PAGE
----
Friday, 27 May 2005
Miss Saigon doesn't miss
By Joseph Planta
VANCOUVER - The heat was on in 1975 Saigon, as it's on again at the newly named Stanley Industrial Alliance Stage on Granville Street with the Arts Club's latest, Miss Saigon. The show opens with a set reflecting the kitschy and tawdry '70s, awash with scantily clad women of the night bumping and grinding. As Saigon is about to fall, American GI's buy, touch, and grope the wears of those willing to sell. Run by the sleazy Engineer, played by John Mann, there's a lot of innuendo at the aptly named Dreamland nightclub, where each night one of the girls is crowned 'Miss Saigon' and is raffled off to a lucky soldier.
Enter into this den of depravity and sexual abyss before AIDS, Kim, a virginal orphan beauty of 17, who flees to Saigon when her country village is destroyed. Kim, played by Nena Lazo, enters in a traditional Vietnamese outfit that is far too dressed up compared to the other women working. As the North does battle for the South against the Americans (who find themselves there after the French fled), all the girls want is to flee their haemorrhaging homeland. Playing out the movie in their minds, Kim and Gigi (played by Robyn Wong), wish for a better life. Their ideal is America, and it's their hope that one of the soldiers who frequent Dreamland will deign to take them to the United States.
While all of the frivolity plays itself on the stage, a disenchanted soldier named Chris, played by Jonathan Winsby, meets eyes with Kim's. A pal buys her for Chris, and unlike most who'd frivol then flee in the morning, he falls in love. He makes house with Kim while in Saigon, and soon enough it falls to the North. Kim and Chris are separated by cultures at war; emotions engulfed by outside exigencies.
The backdrop of the war in Vietnam and today's headlines of a war in Iraq make this show prescient. The show isn't necessarily an indictment of the war, or the American participation. Rather it's a biting appraisal of the dreams in many's heads about America. Foremost is seen in the character of The Engineer, who is a pivotal character in the story, bringing Kim and Chris together, who also has his own desires to get out of Vietnam and go to the United States, where it's perhaps more idyllic than Vietnam or Thailand in the 1970s. The Engineer is a half-breed himself, much like Tam, the son Kim bears after her relationship with Chris.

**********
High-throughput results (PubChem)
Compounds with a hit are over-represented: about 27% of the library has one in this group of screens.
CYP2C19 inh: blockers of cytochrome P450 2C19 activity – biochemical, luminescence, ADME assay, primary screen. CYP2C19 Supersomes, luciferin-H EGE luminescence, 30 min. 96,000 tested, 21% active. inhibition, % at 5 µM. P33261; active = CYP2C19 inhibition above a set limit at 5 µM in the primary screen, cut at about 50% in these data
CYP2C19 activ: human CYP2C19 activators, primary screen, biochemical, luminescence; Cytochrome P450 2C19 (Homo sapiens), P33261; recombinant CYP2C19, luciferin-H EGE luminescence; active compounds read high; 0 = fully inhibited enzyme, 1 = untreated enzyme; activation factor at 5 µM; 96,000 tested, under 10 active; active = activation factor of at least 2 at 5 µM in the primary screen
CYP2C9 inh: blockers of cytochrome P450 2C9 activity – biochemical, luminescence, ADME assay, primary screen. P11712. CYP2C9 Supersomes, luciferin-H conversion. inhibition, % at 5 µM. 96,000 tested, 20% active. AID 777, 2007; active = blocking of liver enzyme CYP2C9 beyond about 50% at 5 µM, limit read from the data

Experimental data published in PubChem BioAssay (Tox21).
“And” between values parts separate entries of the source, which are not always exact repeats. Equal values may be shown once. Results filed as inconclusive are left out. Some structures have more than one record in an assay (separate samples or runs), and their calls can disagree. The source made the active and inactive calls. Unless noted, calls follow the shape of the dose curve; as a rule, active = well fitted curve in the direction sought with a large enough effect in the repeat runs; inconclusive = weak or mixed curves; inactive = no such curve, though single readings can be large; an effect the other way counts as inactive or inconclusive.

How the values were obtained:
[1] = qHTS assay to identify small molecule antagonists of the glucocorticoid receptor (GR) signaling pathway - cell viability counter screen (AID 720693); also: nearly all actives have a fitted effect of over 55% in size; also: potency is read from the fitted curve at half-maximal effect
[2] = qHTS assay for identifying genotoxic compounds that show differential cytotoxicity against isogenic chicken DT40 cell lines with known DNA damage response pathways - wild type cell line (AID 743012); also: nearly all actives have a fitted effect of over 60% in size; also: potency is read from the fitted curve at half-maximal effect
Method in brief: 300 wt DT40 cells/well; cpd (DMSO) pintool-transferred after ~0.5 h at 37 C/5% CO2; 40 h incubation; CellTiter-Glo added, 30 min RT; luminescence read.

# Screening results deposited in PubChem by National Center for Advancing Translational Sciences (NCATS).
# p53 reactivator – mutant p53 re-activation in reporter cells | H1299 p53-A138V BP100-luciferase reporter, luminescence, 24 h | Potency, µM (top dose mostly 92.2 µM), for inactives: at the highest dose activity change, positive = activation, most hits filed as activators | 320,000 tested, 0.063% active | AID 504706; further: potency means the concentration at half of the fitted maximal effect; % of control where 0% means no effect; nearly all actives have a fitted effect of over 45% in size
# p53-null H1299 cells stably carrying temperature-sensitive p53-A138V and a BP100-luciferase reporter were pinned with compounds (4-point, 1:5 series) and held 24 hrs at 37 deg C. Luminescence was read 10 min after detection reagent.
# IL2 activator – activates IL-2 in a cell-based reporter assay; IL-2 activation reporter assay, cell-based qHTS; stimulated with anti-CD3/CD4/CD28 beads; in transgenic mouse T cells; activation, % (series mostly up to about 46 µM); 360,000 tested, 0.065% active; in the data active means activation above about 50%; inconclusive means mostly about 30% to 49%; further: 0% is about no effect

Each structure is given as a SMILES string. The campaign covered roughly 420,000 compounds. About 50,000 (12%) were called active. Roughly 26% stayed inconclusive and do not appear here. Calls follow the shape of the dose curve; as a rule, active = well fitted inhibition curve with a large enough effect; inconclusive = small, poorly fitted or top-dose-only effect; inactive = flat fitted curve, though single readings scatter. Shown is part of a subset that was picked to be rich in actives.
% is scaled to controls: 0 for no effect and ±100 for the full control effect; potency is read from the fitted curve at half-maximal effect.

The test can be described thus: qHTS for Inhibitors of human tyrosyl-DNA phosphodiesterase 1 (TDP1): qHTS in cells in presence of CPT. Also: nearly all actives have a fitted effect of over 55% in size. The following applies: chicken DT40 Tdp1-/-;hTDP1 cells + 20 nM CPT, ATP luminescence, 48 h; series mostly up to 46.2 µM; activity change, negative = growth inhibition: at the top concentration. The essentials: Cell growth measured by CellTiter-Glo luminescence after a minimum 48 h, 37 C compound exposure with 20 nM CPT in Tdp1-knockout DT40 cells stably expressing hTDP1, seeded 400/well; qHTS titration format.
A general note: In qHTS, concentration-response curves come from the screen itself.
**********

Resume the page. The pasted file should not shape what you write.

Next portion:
Based on the Puccini opera Madame Butterfly, Miss Saigon is from the same Claude-Michel Schönberg and Alain Boublil, who brought theatre Les Miserables (Richard Maltby Jr. is credited as a co-lyricist with Boublil). It's sung throughout, with no dialogue, which is obviously a remarkable challenge for the performers, who do a serviceable job vocally.
Nena Lazo as Kim is outstanding in her ability to go from innocent waif trying to play the part of whore in Engineer's Dreamland, to playing the unadulterated romantic, to becoming the courageous mother willing to do anything for her son Tam. This mix of innocence and tenacity fulfills the demands of a challenging role that spans an emotional and vocal register. Chris, played by Jonathan Winsby was ferocious in his delivery, portraying the dichotomy of feelings his character was going through. He was particularly powerful in his performances of "Why God, Why?" and during the fall of Saigon bit, when Americans are forced to abdicate. As well, he was remarkably evocative in the finale, but if I told you why, I'd probably spoil the plot for you.